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Jonas Schwartz – Theatermania

Native American playwright Larissa FastHorse has written a rambunctious and edgy satire of wokeness, The Thanksgiving Play, now running at the Geffen, in which she satirizes America’s precarious relationship to racial issues and gives a Native American writer’s perspective on the so-called white man’s burden.
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Now running through December 6

SKINTIGHT at Geffen Playhouse

Chris Whitaker

Chris Whitaker

Erin Conley – On Stage & Screen

Jodi Isaac (Idina Menzel) is feeling insecure. On paper, there’s no reason she should be—she is a successful lawyer at a top firm in Los Angeles, she has more or less successfully raised two young adult sons, and her father is a fashion retail mogul. But her husband recently left her for another woman—an affair she discovered when she caught them together, in her bed
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Katie Buenneke – Stage Raw

It’s tempting to think that what playwright Joshua Harmon does is easy. His way with language seems effortless, easily conveying characters’ backstories without feeling obviously expository. This high quality and ease of storytelling can be seen in this and his other plays (including Bad Jews and Significant Other, both of which appeared at the Geffen in previous seasons).
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Rob Stevens – Haines His Way

Beauty is skin deep. Families are difficult. Love is more difficult. Botox for everyone! Would you sleep on sheets made of human skin? What is the proper etiquette for sitting bare-assed on the sofa? Do Rolexes really cost nearly half a million dollars?
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Now running through October 12

WITCH at Geffen Playhouse

Jeff Lorch

Jeff Lorch

Terry Morgan  -  Talkin’ Broadway

When The Witch of Edmonton (written by William Rowley, Thomas Dekker and John Ford) premiered in 1621, its tale of a woman selling her soul to the devil to gain revenge on her neighbors was played as a tragic drama. Jen Silverman’s new version of the story, simply titled Witch, is very much a comedy, although tragedy is still present.
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Erin Conley – On Stage & Screen

At the beginning of Witch, a funny and insightful play by Jen Silverman now in its west coast premiere at the Geffen Playhouse, the titular character (Maura Tierney) addresses the audience, posing a bit of a warning.
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Margaret Gray – LA Times

In “Witch,” Jen Silverman’s delightful recasting of the obscure 1621 tragicomedy “The Witch of Edmonton,” characters find themselves in Jacobean dress and Jacobean circumstances, but they speak like Americans today. Nary a “prithee” or “forsooth” to be heard.
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Jonas Schwartz – Theatermania

Witch, receiving its West Coast premiere at the Geffen Playhouse, explores sexual politics and humanity’s bloodlust for power. Loosely based on William Rowley, Thomas Dekker, and John Ford’s 1621 play The Witch of Edmonton, this one-act battle of the sexes proves that little in human nature has changed since the 1600s.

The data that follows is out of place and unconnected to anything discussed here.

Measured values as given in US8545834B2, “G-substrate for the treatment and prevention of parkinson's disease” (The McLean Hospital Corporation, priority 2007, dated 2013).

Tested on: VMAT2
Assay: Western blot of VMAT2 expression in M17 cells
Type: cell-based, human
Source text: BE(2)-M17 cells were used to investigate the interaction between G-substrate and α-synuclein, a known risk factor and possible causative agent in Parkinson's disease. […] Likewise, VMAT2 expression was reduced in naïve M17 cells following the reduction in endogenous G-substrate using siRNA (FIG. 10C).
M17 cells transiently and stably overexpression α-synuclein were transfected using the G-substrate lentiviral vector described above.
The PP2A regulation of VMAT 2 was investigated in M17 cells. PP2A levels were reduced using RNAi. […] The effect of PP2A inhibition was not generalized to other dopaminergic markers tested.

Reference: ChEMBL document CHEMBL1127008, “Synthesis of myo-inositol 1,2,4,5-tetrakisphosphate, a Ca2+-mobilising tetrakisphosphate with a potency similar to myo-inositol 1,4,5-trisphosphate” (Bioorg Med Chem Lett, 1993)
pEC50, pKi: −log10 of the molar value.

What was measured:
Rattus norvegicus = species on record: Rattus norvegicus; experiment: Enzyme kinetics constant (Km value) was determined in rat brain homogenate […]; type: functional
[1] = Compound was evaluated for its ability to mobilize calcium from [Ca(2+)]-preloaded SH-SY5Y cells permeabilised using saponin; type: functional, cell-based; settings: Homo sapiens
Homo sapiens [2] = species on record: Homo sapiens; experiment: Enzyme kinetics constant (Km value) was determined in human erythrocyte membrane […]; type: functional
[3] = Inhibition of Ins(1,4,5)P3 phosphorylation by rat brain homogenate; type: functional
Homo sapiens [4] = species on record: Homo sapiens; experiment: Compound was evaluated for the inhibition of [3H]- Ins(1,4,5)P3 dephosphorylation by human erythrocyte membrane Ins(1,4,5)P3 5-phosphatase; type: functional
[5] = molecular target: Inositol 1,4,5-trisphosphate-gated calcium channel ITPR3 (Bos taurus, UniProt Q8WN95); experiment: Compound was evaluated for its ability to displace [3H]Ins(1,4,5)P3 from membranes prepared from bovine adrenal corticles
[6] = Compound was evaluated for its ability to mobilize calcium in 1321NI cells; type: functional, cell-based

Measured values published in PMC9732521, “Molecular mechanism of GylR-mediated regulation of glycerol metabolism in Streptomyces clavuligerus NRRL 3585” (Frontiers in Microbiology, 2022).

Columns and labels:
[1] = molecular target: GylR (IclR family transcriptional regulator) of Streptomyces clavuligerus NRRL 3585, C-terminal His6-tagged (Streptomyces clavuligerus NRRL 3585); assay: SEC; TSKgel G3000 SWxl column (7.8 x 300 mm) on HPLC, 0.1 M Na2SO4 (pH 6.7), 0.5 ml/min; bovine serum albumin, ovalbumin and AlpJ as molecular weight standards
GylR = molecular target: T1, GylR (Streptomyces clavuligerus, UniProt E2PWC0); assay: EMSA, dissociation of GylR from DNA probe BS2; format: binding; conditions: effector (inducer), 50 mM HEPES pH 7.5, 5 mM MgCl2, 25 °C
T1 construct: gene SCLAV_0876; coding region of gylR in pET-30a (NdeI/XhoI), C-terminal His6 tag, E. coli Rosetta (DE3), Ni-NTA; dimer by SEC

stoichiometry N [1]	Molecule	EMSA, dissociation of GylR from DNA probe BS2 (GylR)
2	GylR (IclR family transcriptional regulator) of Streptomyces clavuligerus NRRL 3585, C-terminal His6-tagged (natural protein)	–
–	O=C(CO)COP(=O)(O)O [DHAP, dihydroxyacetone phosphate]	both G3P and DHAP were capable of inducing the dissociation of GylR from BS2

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Rob Stevens – Haines His Way

From Dante’s Inferno and Milton’s Paradise Lost to Disney’s Fantasia and Broadway’s Damn Yankees, The Devil has been a popular character in books, music, film and stage works.
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Deborah Klugman – Stage Raw

Witch, Jen Silverman’s incisive illuminating play directed by Marti Lyons at Geffen Playhouse, draws inspiration from The Witch of Edmonton, a Jacobean melodrama conceived around the real-life tragedy of an elderly woman named Elizabeth Sawyer, burned as a witch in the British community of Edmonton in 1621.
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Now running through September 29

 

MYSTERIOUS CIRCUMSTANCES at Geffen Playhouse

Jeff Lorch

Jeff Lorch

Terry Morgan  – Talkin’ Broadway

The old maxim states that truth is stranger than fiction, but sometimes truth isn’t quite that bold and merely approaches the outlandishness of prose. Such is the case of Richard Lancelyn Green, the subject of a New Yorker article, a Sherlock Holmes expert who was found dead in his apartment in 2004….
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Margaret Gray – LA Times

Sherlock Holmes is a fictional private detective dreamed up by the turn-of-the-century British doctor and writer Arthur Conan Doyle — or so history would have it. Certain scholars, collectors and fans prefer to believe that Holmes was an actual person. Holmes himself would probably agree with them….
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Jonas Schwartz -  TheaterMania

The leading expert on Arthur Conan Doyle’s famous detective Sherlock Holmes becomes the key element in a real-life mystery when he is found dead alone in his apartment. It appears to be murder, but could it be suicide?
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Deborah Klugman – Stage Raw

In December 2004, The New Yorker magazine published an article by journalist David Grann titled: “Mysterious Circumstances: The Strange Death of a Sherlock Holmes Fanatic.”
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Now running through July 14